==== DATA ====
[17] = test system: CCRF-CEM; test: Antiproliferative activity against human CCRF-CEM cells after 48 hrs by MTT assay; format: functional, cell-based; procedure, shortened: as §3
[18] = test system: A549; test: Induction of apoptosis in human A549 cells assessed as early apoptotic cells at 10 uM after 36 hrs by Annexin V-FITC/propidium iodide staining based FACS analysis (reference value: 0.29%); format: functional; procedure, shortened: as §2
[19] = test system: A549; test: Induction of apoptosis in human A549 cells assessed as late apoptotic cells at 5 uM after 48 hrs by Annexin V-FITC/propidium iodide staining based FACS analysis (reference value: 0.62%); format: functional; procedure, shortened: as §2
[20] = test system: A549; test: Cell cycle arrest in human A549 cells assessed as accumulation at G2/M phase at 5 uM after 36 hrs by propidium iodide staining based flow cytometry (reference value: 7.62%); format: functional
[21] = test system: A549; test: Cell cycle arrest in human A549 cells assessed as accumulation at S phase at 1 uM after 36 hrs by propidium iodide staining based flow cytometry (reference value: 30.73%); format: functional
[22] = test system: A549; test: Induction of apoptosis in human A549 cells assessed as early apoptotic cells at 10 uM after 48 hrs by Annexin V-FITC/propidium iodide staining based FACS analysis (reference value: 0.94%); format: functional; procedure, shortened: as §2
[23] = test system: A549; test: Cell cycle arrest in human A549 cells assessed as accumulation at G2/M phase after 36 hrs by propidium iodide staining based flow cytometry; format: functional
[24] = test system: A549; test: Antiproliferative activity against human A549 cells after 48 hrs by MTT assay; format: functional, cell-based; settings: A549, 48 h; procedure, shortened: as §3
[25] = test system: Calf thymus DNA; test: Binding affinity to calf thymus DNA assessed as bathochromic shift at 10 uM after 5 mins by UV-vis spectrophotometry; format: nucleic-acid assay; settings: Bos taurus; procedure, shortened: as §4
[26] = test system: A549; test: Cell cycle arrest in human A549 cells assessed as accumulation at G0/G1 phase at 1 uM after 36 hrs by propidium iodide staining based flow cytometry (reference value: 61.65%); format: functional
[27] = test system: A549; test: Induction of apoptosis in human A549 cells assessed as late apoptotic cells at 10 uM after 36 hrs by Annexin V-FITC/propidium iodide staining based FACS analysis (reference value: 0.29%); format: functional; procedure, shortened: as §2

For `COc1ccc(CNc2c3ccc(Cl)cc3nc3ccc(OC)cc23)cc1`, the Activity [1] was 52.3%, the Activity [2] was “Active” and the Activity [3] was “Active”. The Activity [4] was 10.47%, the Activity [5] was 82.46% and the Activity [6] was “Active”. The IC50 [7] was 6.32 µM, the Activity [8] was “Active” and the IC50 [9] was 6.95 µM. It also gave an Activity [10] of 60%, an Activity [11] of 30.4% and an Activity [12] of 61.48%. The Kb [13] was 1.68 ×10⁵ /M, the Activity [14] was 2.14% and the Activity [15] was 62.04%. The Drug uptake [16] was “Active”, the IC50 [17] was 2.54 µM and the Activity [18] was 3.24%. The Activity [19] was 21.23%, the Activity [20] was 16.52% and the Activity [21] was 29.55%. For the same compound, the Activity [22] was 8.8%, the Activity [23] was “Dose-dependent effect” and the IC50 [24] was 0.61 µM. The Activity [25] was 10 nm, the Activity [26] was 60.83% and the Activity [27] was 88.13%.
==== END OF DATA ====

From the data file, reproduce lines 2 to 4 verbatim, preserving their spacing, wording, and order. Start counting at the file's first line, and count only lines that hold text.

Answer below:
[18] = test system: A549; test: Induction of apoptosis in human A549 cells assessed as early apoptotic cells at 10 uM after 36 hrs by Annexin V-FITC/propidium iodide staining based FACS analysis (reference value: 0.29%); format: functional; procedure, shortened: as §2
[19] = test system: A549; test: Induction of apoptosis in human A549 cells assessed as late apoptotic cells at 5 uM after 48 hrs by Annexin V-FITC/propidium iodide staining based FACS analysis (reference value: 0.62%); format: functional; procedure, shortened: as §2
[20] = test system: A549; test: Cell cycle arrest in human A549 cells assessed as accumulation at G2/M phase at 5 uM after 36 hrs by propidium iodide staining based flow cytometry (reference value: 7.62%); format: functional